Department of History
University of California, Irvine
Instructor:    Dr. Barbara J. Becker


Week 6.  Universal Reason

A Debate on the Nature of Light and Color

  • "Answer to some Considerations upon his Doctrine of Light and Colors" by Isaac Newton;
"A Letter of Mr. Isaac Newton ... containing his New Theory about Light and Colours ..."
Philosophical Transactions (No. 80, February 19, 1671/72)

To perform my late promise to you, I shall without further ceremony acquaint you that in the beginning of the year 1666 (at which time I applied myself to the grinding of optic glasses of other figures than spherical) I procured me a triangular glass prism, to try therewith the celebrated phenomena of colors.  And in order thereto having darkened my chamber and made a small hole in my window shuts, to let in a convenient quantity of the sun's light, I placed my prism at his entrance, that it might be thereby refracted to the opposite wall.  It was at first a pleasing divertisement to view the vivid and intense colors produced thereby; but after a while applying myself to consider them more circumspectly, I became surprised to see them in an oblong form; which according to the received laws of refraction, I expected should have been circular.

 The Oblong Spectrum

They were terminated at the sides with straight lines, but at the ends the decay of light was so gradual that it was difficult to determine justly what was their figure; yet they seemed semi-circular.

Comparing the length of this colored spectrum with its breadth, I found it about five times greater, a disproportion so extravagant that it excited me to a more than ordinary curiosity of examining from whence it might proceed.  I could scarce think that the various thickness of the glass, or the termination with shadow or darkness, could have any influence on light to produce such an effect; yet I thought it not amiss first to examine those circumstances, and so tried what would happen by transmitting light through parts of the glass of divers thickness or through holes in the window of divers bignesses, or by setting the prism without so that the light might pass through it and be refracted before it was terminated by the hole; but I found none of those circumstances material.  The fashion of the colors was in all these cases the same.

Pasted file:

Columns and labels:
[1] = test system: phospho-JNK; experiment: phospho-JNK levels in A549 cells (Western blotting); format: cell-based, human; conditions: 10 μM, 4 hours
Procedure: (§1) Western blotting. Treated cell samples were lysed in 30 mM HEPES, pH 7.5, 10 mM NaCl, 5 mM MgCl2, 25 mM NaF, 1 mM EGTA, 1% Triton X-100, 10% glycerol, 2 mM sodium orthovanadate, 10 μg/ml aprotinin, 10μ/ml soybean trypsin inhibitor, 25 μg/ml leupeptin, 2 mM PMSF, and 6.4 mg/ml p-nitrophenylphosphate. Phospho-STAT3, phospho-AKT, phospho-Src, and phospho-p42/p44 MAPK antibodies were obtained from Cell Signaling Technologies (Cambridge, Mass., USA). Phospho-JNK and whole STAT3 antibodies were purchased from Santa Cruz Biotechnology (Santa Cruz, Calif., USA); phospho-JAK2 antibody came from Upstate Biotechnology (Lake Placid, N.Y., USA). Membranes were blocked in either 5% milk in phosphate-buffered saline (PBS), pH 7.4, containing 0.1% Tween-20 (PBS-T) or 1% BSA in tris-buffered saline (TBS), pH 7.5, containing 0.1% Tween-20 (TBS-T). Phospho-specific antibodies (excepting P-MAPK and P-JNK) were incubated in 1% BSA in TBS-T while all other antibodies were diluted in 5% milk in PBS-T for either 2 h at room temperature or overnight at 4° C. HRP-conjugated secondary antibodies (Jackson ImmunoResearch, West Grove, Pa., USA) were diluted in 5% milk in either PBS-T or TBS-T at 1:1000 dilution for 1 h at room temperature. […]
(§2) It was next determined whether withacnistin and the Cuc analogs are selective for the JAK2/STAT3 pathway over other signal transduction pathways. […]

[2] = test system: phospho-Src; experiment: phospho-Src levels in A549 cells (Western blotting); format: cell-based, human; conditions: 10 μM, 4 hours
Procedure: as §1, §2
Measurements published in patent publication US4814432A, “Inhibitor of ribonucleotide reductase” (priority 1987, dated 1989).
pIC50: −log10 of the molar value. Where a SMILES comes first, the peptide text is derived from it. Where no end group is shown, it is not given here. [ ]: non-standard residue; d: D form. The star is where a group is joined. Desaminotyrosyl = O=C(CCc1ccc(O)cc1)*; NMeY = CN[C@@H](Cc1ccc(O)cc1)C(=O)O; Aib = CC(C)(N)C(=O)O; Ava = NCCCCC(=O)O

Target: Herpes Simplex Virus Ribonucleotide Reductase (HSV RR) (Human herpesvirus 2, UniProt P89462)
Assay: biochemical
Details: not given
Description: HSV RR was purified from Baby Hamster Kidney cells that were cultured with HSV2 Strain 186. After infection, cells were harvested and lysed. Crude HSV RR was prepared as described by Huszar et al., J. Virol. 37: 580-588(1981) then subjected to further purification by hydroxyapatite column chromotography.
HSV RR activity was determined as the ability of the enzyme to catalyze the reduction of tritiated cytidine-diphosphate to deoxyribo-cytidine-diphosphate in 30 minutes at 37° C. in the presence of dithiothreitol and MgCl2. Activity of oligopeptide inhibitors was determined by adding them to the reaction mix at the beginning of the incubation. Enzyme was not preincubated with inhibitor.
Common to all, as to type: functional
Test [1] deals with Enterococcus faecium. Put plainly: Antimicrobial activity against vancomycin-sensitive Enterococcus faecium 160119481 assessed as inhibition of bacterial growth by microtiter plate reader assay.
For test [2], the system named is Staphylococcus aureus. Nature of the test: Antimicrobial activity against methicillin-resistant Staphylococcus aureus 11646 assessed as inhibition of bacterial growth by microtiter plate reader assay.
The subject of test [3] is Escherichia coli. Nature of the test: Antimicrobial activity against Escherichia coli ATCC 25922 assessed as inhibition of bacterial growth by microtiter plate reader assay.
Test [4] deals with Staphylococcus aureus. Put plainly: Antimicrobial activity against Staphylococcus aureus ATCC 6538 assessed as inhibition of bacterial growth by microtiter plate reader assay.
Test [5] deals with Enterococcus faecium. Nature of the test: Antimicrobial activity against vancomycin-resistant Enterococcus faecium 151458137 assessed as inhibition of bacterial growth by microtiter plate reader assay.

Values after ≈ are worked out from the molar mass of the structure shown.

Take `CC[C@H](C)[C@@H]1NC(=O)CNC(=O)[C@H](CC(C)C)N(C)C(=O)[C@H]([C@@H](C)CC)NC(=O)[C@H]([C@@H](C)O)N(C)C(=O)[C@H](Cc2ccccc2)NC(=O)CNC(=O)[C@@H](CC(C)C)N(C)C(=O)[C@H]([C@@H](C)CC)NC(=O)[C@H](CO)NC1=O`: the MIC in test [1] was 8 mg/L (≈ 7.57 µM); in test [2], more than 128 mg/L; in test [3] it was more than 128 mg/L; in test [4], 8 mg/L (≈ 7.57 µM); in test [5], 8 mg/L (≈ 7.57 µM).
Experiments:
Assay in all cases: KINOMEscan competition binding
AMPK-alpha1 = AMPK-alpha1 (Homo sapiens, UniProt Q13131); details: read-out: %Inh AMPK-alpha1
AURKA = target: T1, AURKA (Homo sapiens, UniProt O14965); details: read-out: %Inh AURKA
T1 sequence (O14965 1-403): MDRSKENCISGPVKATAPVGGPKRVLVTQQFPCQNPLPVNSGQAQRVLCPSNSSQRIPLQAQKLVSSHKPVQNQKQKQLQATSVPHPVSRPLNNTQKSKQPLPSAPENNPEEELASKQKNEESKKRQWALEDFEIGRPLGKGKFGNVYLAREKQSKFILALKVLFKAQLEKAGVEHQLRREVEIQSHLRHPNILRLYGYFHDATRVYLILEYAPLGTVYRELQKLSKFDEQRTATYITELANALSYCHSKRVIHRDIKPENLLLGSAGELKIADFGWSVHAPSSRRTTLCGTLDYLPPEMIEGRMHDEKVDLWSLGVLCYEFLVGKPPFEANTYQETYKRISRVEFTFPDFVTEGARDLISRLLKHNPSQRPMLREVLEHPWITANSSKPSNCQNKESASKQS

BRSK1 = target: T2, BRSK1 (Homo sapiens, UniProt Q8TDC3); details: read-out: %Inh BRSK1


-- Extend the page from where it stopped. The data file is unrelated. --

Then I suspected whether, by any unevenness in the glass or other contingent irregularity, these colors might be thus dilated....

I then proceeded to examine more critically what might be effected by the difference of the incidence of rays coming from divers parts of the sun; and to that end measured the several lines and angles belonging to the image....

Then I began to suspect whether the rays, after their trajection through the prism, did not move in curved lines, and according to their more or less curvity tend to divers parts of the wall.  And it increased my suspicion when I remembered that I had often seen a tennis ball, struck with an oblique racket, describe such a curved line.  For a circular as well as a progressive motion being communicated to it by that stroke, its parts on that side where the motions conspire must press and beat the contiguous air more violently than on the other, and there excite a reluctancy and reaction of the air proportionably greater.  And for the same reason, if the rays of light be globular bodies, and by their oblique passage out of one medium into another acquire a circular motion, they ought to feel the greater resistance from the ambient ether on that side where the motions conspire, and thence be continually bowed to the other.  But notwithstanding this plausible ground of suspicion, when I came to examine it I could observe no such curvity in them.